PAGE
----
Labor cost allocations are a foundational part of workforce and project management. Project costs can unexpectedly spike if overtime isn’t budgeted for but is incurred in the course of the work. That’s why it’s prudent to consider overtime in a standard cost analysis before any project begins.
While a standard cost analysis is just an estimate, this step can help project managers better anticipate total labor costs and staffing needs, which will help the organization be better prepared to meet agreed-upon timelines.
One cause of overtime is when a few employees are responsible for a specific task, and no one else knows how to perform that work.
For example, an employer has a few employees dedicated to design work for clients. What happens when one of those employees departs or goes on an extended leave? The other team members can take on additional work, but only to a point. They’ll be forced to work overtime to complete all the work. This could be an acceptable short-term solution, but not if these employees can’t complete all the work or quality declines.
By cross-training employees, organizations lessen the need for overtime because they can shift internal resources to cover for extra workloads, regardless of the cause. A side benefit is that employees can take time off without worrying about who will do their work.
How Your HCM and Overtime Go Together
Employers must monitor the amount of overtime each employee works to ensure that scheduling is correct, budgets are kept and compliance is met. But manual monitoring of payroll is difficult, not to mention assessing the performance management effects of overtime practices.
Human capital management (HCM) systems can make this process easier, more automated and more accurate while keeping your organization in compliance. Here are a few ways HCM systems can improve overtime management.
Track Overtime Hours
To use overtime responsibility, employers must track and monitor overtime hours for individuals and for the organization as a whole. HCM solutions can account for different classifications of time worked and provide data-based comparisons that make it easy to spot patterns, such as if an employee is clocking in early or out late to earn 15 minutes of overtime.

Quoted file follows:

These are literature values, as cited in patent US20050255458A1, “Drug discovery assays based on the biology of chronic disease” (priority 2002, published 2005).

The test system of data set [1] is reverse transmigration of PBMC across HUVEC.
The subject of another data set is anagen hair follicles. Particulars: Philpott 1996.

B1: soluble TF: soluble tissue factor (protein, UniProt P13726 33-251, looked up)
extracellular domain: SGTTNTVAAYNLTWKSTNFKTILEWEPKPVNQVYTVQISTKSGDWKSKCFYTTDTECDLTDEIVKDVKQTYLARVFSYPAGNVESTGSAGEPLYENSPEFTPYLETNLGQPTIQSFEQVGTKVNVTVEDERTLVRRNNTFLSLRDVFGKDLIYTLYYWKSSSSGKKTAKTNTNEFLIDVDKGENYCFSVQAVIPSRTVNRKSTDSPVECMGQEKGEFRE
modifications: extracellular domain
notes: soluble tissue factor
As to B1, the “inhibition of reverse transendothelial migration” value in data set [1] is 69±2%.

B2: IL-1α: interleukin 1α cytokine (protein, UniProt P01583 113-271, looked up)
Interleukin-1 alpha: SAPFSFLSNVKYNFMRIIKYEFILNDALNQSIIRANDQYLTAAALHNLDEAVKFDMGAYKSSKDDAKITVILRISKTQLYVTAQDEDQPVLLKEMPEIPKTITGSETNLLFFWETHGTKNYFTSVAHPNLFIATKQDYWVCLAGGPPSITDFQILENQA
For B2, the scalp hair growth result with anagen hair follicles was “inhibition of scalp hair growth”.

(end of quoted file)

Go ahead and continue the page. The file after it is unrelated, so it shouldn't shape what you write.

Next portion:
One way to track overtime is by calculating the company’s average weekly and monthly overtime needs. If overtime hours exceed that amount, an HCM system can display that, triggering a review of schedules and time cards.
In these reviews, determine whether increased levels of overtime are a one-time occurrence or a sustained event. Your findings, based on accurate and up-to-date data, can help you make better decisions regarding overtime scheduling.
Program Automatic Overtime Calculations
HCM systems can automate complicated payroll processes — including calculating overtime. For example, your payroll team could program the regular rate of pay for the workweek, and the system would calculate payroll with the selected hourly rates.
For union workers, HCM users can create a rate table for different local sections. Any time an employee changes locations, selecting the appropriate location gives the program permission to calculate the correct rates.
Keep an Eye on Absenteeism
Absenteeism is often a leading indicator of whether a company’s use of overtime is excessive. Monitor individual and organizational absentee rates to identify patterns that may indicate problems like burnout, especially if those employees have been working a lot of overtime hours.
Absenteeism caused by excessive overtime can be a self-perpetuating cycle. When an employee calls out of work, colleagues who might already be working overtime have to fill in. This approach adds to existing employee fatigue, potentially increasing absenteeism and even safety hazards, depending on the job role.
HCM systems can help flag absenteeism-related concerns around overtime and prompt a reconsideration of workloads and policies.
Be Proactive With Overtime Management
HCM systems have many features that can help companies be proactive about compliance, including reports based on employee classifications and the ability to compare scheduled hours to actual hours worked.
Setting clear employee expectations regarding overtime is also a task your HCM can contribute, especially if you’re putting together an updated employee handbook. These expectations also apply to compensation, both for base hours worked and for expectations around overtime availability
Overtime is unavoidable for many employers, but they can get better at using overtime effectively. Consider how your policies influence overtime use, and lean on technology to automate overtime management and reporting so you can improve performance and maintain compliance.